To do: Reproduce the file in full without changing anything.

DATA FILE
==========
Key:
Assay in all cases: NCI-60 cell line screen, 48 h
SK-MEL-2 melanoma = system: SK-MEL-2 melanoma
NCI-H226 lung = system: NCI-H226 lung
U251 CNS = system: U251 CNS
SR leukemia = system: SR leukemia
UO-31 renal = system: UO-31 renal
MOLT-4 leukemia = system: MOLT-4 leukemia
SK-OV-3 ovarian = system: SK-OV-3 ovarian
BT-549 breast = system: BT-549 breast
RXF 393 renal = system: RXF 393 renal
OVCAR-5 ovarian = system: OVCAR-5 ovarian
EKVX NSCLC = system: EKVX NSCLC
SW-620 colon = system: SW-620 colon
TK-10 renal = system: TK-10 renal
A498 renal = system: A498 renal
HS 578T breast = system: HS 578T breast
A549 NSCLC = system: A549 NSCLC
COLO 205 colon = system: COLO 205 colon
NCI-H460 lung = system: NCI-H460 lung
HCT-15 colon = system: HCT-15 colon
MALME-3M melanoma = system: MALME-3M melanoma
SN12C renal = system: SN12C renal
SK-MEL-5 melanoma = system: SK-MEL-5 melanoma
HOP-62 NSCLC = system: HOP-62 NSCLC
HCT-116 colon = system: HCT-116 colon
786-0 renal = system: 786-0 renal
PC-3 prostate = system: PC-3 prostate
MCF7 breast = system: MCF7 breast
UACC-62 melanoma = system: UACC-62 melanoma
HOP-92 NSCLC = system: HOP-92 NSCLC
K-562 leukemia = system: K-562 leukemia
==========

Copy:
Key:
Assay in all cases: NCI-60 cell line screen, 48 h
SK-MEL-2 melanoma = system: SK-MEL-2 melanoma
NCI-H226 lung = system: NCI-H226 lung
U251 CNS = system: U251 CNS
SR leukemia = system: SR leukemia
UO-31 renal = system: UO-31 renal
MOLT-4 leukemia = system: MOLT-4 leukemia
SK-OV-3 ovarian = system: SK-OV-3 ovarian
BT-549 breast = system: BT-549 breast
RXF 393 renal = system: RXF 393 renal
OVCAR-5 ovarian = system: OVCAR-5 ovarian
EKVX NSCLC = system: EKVX NSCLC
SW-620 colon = system: SW-620 colon
TK-10 renal = system: TK-10 renal
A498 renal = system: A498 renal
HS 578T breast = system: HS 578T breast
A549 NSCLC = system: A549 NSCLC
COLO 205 colon = system: COLO 205 colon
NCI-H460 lung = system: NCI-H460 lung
HCT-15 colon = system: HCT-15 colon
MALME-3M melanoma = system: MALME-3M melanoma
SN12C renal = system: SN12C renal
SK-MEL-5 melanoma = system: SK-MEL-5 melanoma
HOP-62 NSCLC = system: HOP-62 NSCLC
HCT-116 colon = system: HCT-116 colon
786-0 renal = system: 786-0 renal
PC-3 prostate = system: PC-3 prostate
MCF7 breast = system: MCF7 breast
UACC-62 melanoma = system: UACC-62 melanoma
HOP-92 NSCLC = system: HOP-92 NSCLC
K-562 leukemia = system: K-562 leukemia